Posted in WordPress by
Anthony Hortin
(Updated: March 10, 2012)

I had my day planned out nicely. Only a few minor updates to make on my WordPress theme for my new site and I would’ve been done (coding wise). Then it happened! I logged into the admin Dashboard to make a few content tweaks and things seemed a bit strange. When I tried to save some content updates, the page just wouldn’t refresh properly. I even tried logging out of the dashboard… But still no luck šŸ˜„

Next up, I tested the site to see if it was up and running ok. On the surface things looked fine but then I noticed that when I tried to type in a URL without the trailing forward-slash (‘/’), the page wouldn’t appear. Normally, depending on how you’ve configured your Permalinks, it will simply add the trailing slash automatically. Instead, all I got was a blank white screen starring back at me. Needless to say, a few expletives were uttered!

I tried thinking back to when everything seemed to be working fine. I also tried to remember what changes I’d made the day before. From memory, it was mainly some CSS updates to change links colours. There were no major code updates from what I could remember. I also couldn’t work out why the URL’s weren’t being processed correctly. After doing some Googling, I decided to raise a (low priority) support ticket with my hosting provider to see if any server changes had been made within the last few days. It was as if the .htaccess rules weren’t being obeyed. Good and bad news. The good news… no changes had been made to the server. The bad news… this didn’t get me any closer to resolving my issue.

The next step was to try changing to the default WordPress theme and do some testing. Things seemed to improved after changing themes. I could save my pages consistently. I could log in and out of the Dashboard without a problem. Even the URL’s worked fine, with or without the trailing slashes. Hmmm It would appear that the culprit was my own theme, which I’d been lovingly hand crafting. Next test was a restore from a backup of my theme. Luckily I’m quite strict at performing backups. I perform a backup of my workstation and my development server every couple of days, with the files kept on a separate hard drive. I rotate between 4 different sets for each machine. I restored the oldest backup which was just over a week old. Sure enough, everything worked fine. The next backup I tried was one from only two days prior. This also worked fine. Things were starting to look up! What this meant was that I’d narrowed it down to being caused by the changes that I’d made the previous day.

I now needed to compare the latest version of my code (the one with the problems) to the version from two days prior. I downloaded and installed WinMerge, which is an extremely handy Open Source differencing and merging tool (for Windows). Luckily there weren’t too many files changed. As mentioned earlier, most of the changes were in my main stylesheet. Starting from a copy of my restored (working) theme, I slowly started to integrate the changes that I’d made the previous day. Most seemed fairly mundane. A few CSS changes and some very minor code updates. I then got to my functions.php file. I incorporated the changes and lo and behold, things broke immediately. Yay!! I’d found the damn file that was causing all my problems! Now it was simply a matter of narrowing down the exact cause.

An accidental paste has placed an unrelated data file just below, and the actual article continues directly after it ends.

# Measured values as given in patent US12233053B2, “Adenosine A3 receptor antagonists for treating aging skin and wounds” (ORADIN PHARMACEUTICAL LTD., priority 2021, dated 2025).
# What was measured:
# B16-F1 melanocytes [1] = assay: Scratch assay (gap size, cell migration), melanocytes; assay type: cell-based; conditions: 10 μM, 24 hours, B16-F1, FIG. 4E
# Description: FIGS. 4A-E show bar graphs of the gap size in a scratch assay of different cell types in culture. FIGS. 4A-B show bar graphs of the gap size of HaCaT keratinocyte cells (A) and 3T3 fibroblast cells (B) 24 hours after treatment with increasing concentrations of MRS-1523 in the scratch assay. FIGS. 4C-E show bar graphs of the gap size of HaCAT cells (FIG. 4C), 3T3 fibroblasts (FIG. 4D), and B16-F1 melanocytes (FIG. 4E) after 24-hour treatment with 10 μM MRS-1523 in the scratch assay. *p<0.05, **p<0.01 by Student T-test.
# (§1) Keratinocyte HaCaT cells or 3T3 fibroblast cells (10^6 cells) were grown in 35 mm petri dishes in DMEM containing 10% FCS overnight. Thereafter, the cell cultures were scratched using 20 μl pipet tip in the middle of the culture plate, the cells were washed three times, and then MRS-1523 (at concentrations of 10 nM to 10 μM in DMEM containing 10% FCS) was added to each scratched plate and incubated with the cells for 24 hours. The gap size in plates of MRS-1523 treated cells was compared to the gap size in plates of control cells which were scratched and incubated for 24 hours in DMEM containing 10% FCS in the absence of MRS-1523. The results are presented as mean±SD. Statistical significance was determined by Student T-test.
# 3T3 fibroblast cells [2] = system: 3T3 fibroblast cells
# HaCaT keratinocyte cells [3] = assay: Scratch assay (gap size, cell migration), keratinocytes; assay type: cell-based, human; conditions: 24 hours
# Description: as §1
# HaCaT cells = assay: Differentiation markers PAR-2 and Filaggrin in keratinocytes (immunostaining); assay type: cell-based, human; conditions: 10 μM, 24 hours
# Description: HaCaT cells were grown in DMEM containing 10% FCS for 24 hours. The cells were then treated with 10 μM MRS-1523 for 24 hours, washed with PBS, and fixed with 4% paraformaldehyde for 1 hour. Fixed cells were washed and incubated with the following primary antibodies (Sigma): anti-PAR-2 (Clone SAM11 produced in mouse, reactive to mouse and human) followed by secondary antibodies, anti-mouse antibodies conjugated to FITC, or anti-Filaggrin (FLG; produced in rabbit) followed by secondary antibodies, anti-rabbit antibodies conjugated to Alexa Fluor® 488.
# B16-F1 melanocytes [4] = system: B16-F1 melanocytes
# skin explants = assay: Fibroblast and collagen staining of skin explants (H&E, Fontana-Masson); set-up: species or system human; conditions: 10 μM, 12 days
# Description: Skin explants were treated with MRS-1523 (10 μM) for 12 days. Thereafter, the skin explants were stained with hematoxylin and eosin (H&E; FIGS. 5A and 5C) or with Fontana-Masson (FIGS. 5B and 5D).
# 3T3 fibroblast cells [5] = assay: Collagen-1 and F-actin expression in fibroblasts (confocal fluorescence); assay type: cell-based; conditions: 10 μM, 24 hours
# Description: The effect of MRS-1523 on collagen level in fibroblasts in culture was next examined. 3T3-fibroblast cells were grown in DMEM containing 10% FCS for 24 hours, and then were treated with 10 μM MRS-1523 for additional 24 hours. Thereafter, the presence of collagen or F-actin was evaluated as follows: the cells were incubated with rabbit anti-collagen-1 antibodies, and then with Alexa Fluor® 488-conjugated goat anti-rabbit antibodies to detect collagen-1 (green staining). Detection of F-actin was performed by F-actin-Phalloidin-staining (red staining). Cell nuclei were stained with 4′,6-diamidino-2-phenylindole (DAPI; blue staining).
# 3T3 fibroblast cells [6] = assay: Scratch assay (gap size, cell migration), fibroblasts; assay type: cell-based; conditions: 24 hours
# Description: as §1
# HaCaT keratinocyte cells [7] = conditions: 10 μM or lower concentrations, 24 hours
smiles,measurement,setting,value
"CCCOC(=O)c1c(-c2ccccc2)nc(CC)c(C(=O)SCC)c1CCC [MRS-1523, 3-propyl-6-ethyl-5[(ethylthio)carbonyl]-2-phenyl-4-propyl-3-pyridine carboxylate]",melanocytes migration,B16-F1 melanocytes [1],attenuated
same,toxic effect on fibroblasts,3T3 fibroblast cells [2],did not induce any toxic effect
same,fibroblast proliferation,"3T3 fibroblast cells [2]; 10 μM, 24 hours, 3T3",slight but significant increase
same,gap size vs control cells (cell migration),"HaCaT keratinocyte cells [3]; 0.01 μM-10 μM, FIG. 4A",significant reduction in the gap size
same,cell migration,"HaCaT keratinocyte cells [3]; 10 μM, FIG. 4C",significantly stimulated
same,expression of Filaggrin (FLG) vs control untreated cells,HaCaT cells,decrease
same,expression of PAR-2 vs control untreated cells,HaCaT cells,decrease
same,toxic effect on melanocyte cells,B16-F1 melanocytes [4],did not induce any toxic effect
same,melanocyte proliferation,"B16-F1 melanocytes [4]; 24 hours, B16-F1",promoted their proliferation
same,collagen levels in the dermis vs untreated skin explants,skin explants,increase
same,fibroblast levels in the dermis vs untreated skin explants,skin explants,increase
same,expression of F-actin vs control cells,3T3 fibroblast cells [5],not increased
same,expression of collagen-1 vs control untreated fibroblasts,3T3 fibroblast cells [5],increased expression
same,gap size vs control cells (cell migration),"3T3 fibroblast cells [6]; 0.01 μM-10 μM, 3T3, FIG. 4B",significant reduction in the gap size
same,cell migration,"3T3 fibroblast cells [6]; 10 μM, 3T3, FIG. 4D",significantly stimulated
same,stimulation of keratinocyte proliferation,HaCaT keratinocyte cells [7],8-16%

Looking through the code reminded me of the changes that I’d made. I’d added a few comments to the code to document a couple of the functions (Silly me, I know! Real developers don’t document code!!). The other thing I’d done was to add a blank line in between where I’d closed a PHP tag and opened up the next one. The code snippet is question looked like this…

You’ll notice that between the closing PHP tag and the following opening tag, there’s a blank line. Gasp!! This is what was causing all the drama! The solution was to simply remove the offending blank line. In fact, since I was simply closing the PHP tag and immediately reopening it, I could easily omit both of them. The resulting code looked like…

As for the problems that it caused, well there were quite are few.

URL’s weren’t processed properly

Since my Permalinks were setup using the format “/%year%/%monthnum%/%postname%/“, the posts wouldn’t display properly if they didn’t have the trailing slash. Normally, this is something that is handled by your .htaccess file. Instead, I was simply receiving a blank page unless I specifically had the slash on the end of the URL.

Strange content appearing

This was a strange one. As you can see in the image below, characters such as quotes and apostrophes were being rendered incorrectly. You’d think this was because their was some ‘strange’ characters stored in the database, but nope, it displayed perfectly fine once functions.php was fixed.

Blank lines appearing at top of document source, before the DOCTYPE

One of the repercussions of the blank line “incident” was that it caused blank lines to appear before the DOCTYPE within the html. This can cause problems with your RSS feed, in particular with Feedburner. Blank lines (outside of PHP tags) in any of your page templates can also cause the same problem, so I made sure I thoroughly checked those as well.